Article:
In case you’re curious, the Washington state Elections Division compiled some interesting statistics on voter population for the 2016 General Election. Out of an estimated 5.58 million (or so) residents who were eligible to vote (by age) in the state 2016 General Election, about 4.27 million (76.83 percent) were registered last year and about 3.36 million votes were cast.
So only a little more than 60 percent (3.36 million out of 5.58 million) folks in the state who were old enough to vote actually voted. Your vote does count … a little more than you might think.
The two highest turnouts in the General, by age, were the 30- to 34-year-olds (503,000) and 25- to-29-year-olds (494,000), with 55-to-59 not far behind (492,000).
About 2.2 million females in Washington state voted in the general election or 79.4 percent of those registered. That number is a little less for males, with 2 million casting ballots (77.1 percent).
Check out www.sos.wa.gov for more data.
Dems gear up for a busy 2017
The House Democratic Caucus recently approved the committee chairs and vice chairs for the upcoming legislative session.
Rep. Steve Tharinger (Sequim) will chair the Capital Budget committee while also serving on the Appropriations and Health Care &Wellness committees.
Rep.-elect Mike Chapman (Port Angeles) will serve as vice-chair on the Agriculture and Natural Resources committee under chair Rep. Brian Blake (Aberdeen). Chapman also will serve on Public Safety and Transportation committees.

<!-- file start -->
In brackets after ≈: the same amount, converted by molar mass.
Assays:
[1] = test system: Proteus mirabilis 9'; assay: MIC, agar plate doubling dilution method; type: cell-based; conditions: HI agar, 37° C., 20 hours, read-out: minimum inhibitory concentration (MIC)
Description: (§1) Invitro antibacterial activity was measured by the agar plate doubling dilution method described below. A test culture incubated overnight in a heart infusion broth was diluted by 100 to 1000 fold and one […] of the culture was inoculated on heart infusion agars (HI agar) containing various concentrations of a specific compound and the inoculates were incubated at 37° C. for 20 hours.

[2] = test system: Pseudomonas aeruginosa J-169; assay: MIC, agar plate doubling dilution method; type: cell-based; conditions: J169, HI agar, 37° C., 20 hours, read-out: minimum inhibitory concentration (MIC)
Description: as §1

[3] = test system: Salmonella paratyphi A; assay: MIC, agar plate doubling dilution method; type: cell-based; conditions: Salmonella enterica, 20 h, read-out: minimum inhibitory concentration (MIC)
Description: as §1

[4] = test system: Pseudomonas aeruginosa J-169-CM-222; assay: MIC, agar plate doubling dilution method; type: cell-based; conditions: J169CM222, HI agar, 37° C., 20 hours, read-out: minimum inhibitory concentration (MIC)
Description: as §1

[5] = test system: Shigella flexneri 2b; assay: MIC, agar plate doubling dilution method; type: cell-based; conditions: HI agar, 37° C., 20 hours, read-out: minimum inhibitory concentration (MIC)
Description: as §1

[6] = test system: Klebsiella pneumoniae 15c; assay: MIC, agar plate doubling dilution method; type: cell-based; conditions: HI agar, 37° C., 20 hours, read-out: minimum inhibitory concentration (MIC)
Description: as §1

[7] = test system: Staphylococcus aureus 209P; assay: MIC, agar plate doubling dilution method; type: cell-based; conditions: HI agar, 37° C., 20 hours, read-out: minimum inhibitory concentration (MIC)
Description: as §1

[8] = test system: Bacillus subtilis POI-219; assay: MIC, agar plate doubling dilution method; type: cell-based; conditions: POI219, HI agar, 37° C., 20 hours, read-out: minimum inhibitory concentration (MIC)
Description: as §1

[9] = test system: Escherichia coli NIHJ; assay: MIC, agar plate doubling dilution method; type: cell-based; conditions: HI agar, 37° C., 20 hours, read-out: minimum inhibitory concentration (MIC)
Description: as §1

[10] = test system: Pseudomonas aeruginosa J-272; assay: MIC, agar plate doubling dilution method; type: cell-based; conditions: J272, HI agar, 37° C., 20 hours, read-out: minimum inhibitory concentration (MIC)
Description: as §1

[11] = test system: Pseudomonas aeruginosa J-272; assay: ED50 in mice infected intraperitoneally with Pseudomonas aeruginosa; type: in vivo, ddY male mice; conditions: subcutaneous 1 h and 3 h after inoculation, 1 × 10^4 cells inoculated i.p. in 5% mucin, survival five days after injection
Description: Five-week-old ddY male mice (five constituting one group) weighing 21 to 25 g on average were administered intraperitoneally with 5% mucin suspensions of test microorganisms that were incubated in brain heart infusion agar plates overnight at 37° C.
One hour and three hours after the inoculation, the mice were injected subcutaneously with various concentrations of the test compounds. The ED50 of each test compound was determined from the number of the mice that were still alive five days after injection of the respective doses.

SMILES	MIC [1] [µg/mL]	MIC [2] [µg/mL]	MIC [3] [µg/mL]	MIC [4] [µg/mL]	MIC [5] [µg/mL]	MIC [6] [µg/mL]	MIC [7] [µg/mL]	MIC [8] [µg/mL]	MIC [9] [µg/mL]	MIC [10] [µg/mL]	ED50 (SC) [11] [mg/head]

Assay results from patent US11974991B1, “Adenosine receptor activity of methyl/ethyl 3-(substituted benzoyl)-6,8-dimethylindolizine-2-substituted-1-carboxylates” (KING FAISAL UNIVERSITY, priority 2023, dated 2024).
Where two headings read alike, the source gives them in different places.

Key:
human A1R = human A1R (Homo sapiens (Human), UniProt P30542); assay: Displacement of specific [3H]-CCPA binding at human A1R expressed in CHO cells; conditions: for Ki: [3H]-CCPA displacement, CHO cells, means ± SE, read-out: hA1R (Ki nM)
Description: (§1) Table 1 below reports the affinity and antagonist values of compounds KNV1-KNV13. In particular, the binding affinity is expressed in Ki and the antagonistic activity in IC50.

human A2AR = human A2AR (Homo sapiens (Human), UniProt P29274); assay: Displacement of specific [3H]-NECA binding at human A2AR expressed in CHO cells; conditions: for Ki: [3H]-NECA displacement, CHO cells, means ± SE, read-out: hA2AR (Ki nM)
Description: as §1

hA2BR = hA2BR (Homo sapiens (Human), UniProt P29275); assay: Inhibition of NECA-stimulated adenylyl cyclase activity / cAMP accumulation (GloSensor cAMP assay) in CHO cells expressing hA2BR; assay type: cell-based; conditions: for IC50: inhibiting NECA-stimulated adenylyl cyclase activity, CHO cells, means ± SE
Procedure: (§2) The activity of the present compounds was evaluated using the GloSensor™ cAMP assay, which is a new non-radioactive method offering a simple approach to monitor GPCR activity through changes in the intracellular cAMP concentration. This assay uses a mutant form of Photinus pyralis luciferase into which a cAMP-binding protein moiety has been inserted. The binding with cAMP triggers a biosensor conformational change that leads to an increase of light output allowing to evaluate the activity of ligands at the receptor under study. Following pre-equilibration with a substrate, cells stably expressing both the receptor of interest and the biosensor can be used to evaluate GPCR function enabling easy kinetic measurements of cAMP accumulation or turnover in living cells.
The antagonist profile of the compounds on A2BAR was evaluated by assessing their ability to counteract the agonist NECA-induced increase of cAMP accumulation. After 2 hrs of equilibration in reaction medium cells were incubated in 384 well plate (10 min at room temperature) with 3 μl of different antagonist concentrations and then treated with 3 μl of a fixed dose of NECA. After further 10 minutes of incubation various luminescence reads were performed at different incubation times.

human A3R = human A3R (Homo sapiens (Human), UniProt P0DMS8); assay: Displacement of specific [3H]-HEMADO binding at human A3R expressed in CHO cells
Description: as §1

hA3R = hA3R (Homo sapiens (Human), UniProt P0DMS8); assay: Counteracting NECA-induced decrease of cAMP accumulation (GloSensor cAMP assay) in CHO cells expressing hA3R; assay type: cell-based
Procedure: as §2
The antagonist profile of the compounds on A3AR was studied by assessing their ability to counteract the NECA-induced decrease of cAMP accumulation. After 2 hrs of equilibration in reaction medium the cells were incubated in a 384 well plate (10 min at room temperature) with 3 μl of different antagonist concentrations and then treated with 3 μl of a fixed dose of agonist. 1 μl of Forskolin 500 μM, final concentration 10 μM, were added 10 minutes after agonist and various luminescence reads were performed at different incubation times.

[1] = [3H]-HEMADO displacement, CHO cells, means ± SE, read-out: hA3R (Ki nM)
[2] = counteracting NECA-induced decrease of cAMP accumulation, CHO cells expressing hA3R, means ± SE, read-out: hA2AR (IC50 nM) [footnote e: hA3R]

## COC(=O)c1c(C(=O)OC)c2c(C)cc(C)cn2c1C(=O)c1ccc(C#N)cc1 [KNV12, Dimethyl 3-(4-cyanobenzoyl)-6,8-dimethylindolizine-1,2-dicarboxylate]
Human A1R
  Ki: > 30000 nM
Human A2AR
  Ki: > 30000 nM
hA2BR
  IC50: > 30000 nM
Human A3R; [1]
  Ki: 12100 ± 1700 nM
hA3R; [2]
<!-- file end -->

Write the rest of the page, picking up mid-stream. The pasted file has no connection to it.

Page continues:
Nice job, Clallam County
Hey pols, want some advice on debt reduction? Just ask us.
According to SmartAsset, a New York-based financial technology company, Clallam had the lowest per capita debt among Washington state’s counties in 2016.
SmartAsset used three factors — credit card, auto and mortgage debt as percentage of income — to determine the “debt index.” Clallam came out with a 68.32 to top the list, out-low-debting Asotin (66.15), San Juan (65.29), Okanogan (62.15) and 30 other counties (five weren’t ranked because of lack of data).
Clallam had the fourth-lowest credit card and auto debt, and seventh-lowest mortgage debt. Highest debt per capita county in the state? Adams. King County was 13th.
Get to the gym, get ‘Unified’
Sequim High is bringing back a fantastic night of basketball — and so much more — on Jan. 6. At halftime of the SHS girls basketball team’s game against North Mason, staffers and students are putting on a Unified Basketball game. Similar to Special Olympics, Unified competitions see students with disabilities, dubbed “athletes” for the game, compete side-by-side with students without disabilities, dubbed “partners.”
With all the doom-and-gloom in our world (see later on in this column, for instance), this event is worth the price of admission.
The girls varsity game starts at 7 p.m.
Take a break already
A new report from Bankrate.com asserts more than half of U.S. workers who are offered paid vacation days won’t use them in 2016. Workers are leaving an average of seven vacation days on the table. Excuses for not taking company-provided time off vary, Bankrate.com found. Some workers blamed having too much work, while others said they enjoyed their work and others report they can’t afford a vacation or fear they might lose their job.